Lechmere, Inc. v. NLRB, 502 U.S. 527, 2 (1992)

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NLRB, 424 U. S. 507. See also Sears, Roebuck & Co. v. Carpenters, 436 U. S. 180. Pp. 531-535. (b) At least as applied to nonemployee union organizers, Jean Country is inconsistent with this Court's past interpretation of 7. Babcock's teaching is straightforward: 7 simply does not protect non-employee union organizers except in the rare case where "the inaccessibility of employees makes ineffective the reasonable attempts by nonemployees to communicate with them through the usual channels." 351 U. S., at 112. It is only when reasonable access to employees is infeasible that it becomes appropriate to balance 7 and private property rights. Pp. 535-538. (c) The facts in this case do not justify application of Babcock's inaccessibility exception. Because Lechmere's employees do not reside on its property, they are presumptively not "beyond the reach" of the union's message. Nor does the fact that they live in a large metropolitan area render them "inaccessible." Because the union failed to establish the existence of any "unique obstacles" that frustrated access to Lechmere's employees, the Board erred in concluding that Lechmere committed an unfair labor practice by barring the nonemployee organizers from its property. Pp. 539-541. 914 F. 2d 313, reversed.

Thomas, J., delivered the opinion of the Court, in which Rehnquist, C. J., and O'Connor, Scalia, Kennedy, and Souter, JJ., joined. White, J., filed a dissenting opinion, in which Blackmun, J., joined, post, p. 541. Stevens, J., filed a dissenting opinion, post, p. 548.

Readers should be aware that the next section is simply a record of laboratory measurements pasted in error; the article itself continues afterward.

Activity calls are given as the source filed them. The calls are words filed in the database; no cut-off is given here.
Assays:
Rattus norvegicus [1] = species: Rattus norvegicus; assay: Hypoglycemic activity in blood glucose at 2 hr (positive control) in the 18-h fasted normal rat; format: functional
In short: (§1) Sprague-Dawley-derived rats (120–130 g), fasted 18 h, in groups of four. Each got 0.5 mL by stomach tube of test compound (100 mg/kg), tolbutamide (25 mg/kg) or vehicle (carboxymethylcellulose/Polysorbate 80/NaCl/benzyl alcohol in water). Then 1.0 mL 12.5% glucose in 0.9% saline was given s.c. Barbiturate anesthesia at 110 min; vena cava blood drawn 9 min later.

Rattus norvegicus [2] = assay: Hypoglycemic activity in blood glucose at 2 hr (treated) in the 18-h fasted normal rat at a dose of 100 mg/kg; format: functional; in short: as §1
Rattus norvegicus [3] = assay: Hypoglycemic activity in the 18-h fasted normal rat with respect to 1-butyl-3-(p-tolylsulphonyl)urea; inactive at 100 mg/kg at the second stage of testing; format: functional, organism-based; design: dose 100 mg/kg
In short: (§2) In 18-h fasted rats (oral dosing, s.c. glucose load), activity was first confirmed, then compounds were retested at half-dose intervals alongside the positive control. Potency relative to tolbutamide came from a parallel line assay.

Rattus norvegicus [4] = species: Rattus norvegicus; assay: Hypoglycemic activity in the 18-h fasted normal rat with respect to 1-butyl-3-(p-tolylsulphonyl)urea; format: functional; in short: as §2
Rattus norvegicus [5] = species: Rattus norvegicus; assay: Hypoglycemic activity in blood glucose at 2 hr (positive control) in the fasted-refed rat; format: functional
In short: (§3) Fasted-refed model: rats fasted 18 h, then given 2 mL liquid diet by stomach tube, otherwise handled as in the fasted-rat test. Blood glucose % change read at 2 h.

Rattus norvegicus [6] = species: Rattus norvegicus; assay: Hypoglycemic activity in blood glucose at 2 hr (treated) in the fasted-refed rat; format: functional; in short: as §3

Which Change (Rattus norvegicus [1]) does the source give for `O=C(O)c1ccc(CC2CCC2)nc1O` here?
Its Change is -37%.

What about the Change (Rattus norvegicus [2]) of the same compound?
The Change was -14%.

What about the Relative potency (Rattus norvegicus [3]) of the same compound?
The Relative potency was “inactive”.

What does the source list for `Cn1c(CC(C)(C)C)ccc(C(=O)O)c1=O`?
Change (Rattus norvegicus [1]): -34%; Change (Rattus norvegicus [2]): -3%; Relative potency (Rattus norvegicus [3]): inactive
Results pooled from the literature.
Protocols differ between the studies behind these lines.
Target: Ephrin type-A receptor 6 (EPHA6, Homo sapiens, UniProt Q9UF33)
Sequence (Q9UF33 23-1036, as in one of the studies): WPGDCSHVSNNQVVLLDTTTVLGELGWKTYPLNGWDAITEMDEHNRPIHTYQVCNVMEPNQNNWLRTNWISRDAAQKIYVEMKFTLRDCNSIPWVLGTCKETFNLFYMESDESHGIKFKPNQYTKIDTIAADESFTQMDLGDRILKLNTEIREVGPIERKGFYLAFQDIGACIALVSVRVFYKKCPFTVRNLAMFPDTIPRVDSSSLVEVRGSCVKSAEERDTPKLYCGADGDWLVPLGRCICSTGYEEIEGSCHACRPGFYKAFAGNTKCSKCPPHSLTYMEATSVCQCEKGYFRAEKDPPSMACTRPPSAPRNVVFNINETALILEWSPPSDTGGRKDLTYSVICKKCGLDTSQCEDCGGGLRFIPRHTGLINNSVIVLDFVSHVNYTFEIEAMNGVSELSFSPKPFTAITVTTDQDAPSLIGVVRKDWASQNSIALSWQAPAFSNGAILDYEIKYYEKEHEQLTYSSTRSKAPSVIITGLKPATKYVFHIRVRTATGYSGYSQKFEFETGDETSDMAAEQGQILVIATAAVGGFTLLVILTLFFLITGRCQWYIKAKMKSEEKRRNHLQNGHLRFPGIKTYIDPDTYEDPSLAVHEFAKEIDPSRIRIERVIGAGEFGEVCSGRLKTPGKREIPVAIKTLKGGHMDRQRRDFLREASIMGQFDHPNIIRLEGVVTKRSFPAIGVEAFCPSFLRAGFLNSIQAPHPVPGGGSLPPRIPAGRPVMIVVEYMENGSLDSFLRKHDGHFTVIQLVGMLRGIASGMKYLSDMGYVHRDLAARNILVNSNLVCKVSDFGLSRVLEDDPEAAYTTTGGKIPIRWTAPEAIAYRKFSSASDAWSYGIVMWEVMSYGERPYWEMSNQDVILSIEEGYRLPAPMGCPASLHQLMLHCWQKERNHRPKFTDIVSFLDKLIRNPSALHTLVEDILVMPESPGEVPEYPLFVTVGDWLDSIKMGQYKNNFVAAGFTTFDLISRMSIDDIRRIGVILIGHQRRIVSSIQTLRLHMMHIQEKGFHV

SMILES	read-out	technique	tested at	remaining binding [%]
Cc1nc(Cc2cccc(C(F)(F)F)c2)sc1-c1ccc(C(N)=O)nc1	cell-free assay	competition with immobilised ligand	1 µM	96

Robert P. Joy argued the cause for petitioner. With him on the briefs were Keith H. McCown and Benjamin Smith.

Michael R. Dreeben argued the cause for respondent. With him on the brief were Solicitor General Starr, Acting Deputy Solicitor General Wright, Norton J. Come, and Linda Sher.*

*Briefs of amici curiae urging reversal were filed for the Chamber of Commerce of the United States of America et al. by John S. Irving, Stephen A. Bokat, and Robert J. Verdisco; for the Council on Labor Law Equality by Gerard C. Smetana and Michael E. Avakian; for the Food Marketing Institute by Eugene D. Ulterino; for the International Council of Shopping Centers, Inc., by Stephanie McEvily and Edward J. Sack; and for the National Retail Federation by John W. Noble, Jr., and Edward B. Miller. J. William Gagne, George R. Murphy, Peter J. Ford, David Silberman, and Laurence Gold filed a brief for the American Federation of Labor

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